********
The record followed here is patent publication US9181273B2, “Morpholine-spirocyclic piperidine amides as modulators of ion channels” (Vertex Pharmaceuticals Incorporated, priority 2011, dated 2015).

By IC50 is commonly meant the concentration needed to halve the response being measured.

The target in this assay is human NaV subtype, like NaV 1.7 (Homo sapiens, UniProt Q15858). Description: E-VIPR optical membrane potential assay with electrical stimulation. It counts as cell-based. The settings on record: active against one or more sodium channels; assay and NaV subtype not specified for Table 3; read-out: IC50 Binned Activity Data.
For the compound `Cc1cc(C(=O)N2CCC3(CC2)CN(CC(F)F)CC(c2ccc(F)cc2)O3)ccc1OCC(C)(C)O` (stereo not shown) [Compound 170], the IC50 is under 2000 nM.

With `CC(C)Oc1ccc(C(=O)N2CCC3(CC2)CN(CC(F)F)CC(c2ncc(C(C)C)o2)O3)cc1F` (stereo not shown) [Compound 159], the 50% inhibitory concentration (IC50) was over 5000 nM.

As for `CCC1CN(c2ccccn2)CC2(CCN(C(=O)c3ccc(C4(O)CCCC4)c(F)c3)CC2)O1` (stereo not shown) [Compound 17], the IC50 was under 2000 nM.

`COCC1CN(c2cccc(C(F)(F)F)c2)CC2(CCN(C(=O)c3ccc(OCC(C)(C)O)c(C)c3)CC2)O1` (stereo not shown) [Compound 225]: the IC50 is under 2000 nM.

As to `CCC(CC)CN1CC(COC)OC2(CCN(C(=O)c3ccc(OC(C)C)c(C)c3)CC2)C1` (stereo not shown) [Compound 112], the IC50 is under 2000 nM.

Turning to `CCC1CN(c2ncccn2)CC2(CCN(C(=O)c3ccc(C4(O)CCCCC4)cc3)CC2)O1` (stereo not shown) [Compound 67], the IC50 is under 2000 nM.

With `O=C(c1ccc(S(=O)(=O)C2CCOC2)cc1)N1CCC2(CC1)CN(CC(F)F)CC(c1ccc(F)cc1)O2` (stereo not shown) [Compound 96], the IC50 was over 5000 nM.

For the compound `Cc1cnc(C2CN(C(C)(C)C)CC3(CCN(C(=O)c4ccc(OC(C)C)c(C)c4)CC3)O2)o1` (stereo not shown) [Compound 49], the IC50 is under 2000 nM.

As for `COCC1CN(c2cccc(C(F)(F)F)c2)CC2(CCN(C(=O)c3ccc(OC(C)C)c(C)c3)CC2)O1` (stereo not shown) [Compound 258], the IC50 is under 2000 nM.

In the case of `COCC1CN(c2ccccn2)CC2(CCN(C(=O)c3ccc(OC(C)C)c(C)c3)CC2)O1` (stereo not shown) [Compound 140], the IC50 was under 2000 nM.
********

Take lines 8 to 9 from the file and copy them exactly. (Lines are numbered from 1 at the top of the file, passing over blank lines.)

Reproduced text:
As to `CCC(CC)CN1CC(COC)OC2(CCN(C(=O)c3ccc(OC(C)C)c(C)c3)CC2)C1` (stereo not shown) [Compound 112], the IC50 is under 2000 nM.

Turning to `CCC1CN(c2ncccn2)CC2(CCN(C(=O)c3ccc(C4(O)CCCCC4)cc3)CC2)O1` (stereo not shown) [Compound 67], the IC50 is under 2000 nM.